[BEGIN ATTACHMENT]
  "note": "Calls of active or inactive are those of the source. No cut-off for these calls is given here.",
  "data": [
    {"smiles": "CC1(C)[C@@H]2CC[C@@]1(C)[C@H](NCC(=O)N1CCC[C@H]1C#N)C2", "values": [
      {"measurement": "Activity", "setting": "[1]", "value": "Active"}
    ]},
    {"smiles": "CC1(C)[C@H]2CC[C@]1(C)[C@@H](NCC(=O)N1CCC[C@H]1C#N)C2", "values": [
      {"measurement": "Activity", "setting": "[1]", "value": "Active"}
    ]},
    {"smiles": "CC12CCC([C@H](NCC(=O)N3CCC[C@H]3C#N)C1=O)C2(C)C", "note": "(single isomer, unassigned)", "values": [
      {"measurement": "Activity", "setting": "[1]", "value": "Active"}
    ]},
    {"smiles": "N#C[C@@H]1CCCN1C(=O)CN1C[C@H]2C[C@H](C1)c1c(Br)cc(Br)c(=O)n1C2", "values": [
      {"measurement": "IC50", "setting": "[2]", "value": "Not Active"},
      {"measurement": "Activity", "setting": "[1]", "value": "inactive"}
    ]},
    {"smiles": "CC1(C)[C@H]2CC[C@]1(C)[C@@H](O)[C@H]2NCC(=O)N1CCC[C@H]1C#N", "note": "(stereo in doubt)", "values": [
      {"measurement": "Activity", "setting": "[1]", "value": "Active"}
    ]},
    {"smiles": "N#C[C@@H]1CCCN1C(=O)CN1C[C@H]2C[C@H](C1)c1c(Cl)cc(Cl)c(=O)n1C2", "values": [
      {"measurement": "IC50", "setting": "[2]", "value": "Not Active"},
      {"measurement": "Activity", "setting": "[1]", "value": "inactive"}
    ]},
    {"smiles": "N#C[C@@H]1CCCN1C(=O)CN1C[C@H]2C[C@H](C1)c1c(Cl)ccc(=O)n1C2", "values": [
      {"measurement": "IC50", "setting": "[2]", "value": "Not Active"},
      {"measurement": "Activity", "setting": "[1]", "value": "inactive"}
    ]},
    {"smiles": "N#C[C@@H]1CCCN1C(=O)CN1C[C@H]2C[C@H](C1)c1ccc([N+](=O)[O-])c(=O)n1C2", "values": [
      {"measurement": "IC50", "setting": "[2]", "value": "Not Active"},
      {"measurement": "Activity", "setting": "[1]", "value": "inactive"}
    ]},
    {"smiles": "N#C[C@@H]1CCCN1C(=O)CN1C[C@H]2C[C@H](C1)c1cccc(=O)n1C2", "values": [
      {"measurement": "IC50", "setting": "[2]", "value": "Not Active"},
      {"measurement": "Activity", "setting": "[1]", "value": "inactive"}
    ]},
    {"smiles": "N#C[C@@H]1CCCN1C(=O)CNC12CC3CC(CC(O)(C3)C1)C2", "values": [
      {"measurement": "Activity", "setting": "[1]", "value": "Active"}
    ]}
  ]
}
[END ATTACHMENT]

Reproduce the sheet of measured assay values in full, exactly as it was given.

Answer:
  "note": "Calls of active or inactive are those of the source. No cut-off for these calls is given here.",
  "data": [
    {"smiles": "CC1(C)[C@@H]2CC[C@@]1(C)[C@H](NCC(=O)N1CCC[C@H]1C#N)C2", "values": [
      {"measurement": "Activity", "setting": "[1]", "value": "Active"}
    ]},
    {"smiles": "CC1(C)[C@H]2CC[C@]1(C)[C@@H](NCC(=O)N1CCC[C@H]1C#N)C2", "values": [
      {"measurement": "Activity", "setting": "[1]", "value": "Active"}
    ]},
    {"smiles": "CC12CCC([C@H](NCC(=O)N3CCC[C@H]3C#N)C1=O)C2(C)C", "note": "(single isomer, unassigned)", "values": [
      {"measurement": "Activity", "setting": "[1]", "value": "Active"}
    ]},
    {"smiles": "N#C[C@@H]1CCCN1C(=O)CN1C[C@H]2C[C@H](C1)c1c(Br)cc(Br)c(=O)n1C2", "values": [
      {"measurement": "IC50", "setting": "[2]", "value": "Not Active"},
      {"measurement": "Activity", "setting": "[1]", "value": "inactive"}
    ]},
    {"smiles": "CC1(C)[C@H]2CC[C@]1(C)[C@@H](O)[C@H]2NCC(=O)N1CCC[C@H]1C#N", "note": "(stereo in doubt)", "values": [
      {"measurement": "Activity", "setting": "[1]", "value": "Active"}
    ]},
    {"smiles": "N#C[C@@H]1CCCN1C(=O)CN1C[C@H]2C[C@H](C1)c1c(Cl)cc(Cl)c(=O)n1C2", "values": [
      {"measurement": "IC50", "setting": "[2]", "value": "Not Active"},
      {"measurement": "Activity", "setting": "[1]", "value": "inactive"}
    ]},
    {"smiles": "N#C[C@@H]1CCCN1C(=O)CN1C[C@H]2C[C@H](C1)c1c(Cl)ccc(=O)n1C2", "values": [
      {"measurement": "IC50", "setting": "[2]", "value": "Not Active"},
      {"measurement": "Activity", "setting": "[1]", "value": "inactive"}
    ]},
    {"smiles": "N#C[C@@H]1CCCN1C(=O)CN1C[C@H]2C[C@H](C1)c1ccc([N+](=O)[O-])c(=O)n1C2", "values": [
      {"measurement": "IC50", "setting": "[2]", "value": "Not Active"},
      {"measurement": "Activity", "setting": "[1]", "value": "inactive"}
    ]},
    {"smiles": "N#C[C@@H]1CCCN1C(=O)CN1C[C@H]2C[C@H](C1)c1cccc(=O)n1C2", "values": [
      {"measurement": "IC50", "setting": "[2]", "value": "Not Active"},
      {"measurement": "Activity", "setting": "[1]", "value": "inactive"}
    ]},
    {"smiles": "N#C[C@@H]1CCCN1C(=O)CNC12CC3CC(CC(O)(C3)C1)C2", "values": [
      {"measurement": "Activity", "setting": "[1]", "value": "Active"}
    ]}
  ]
}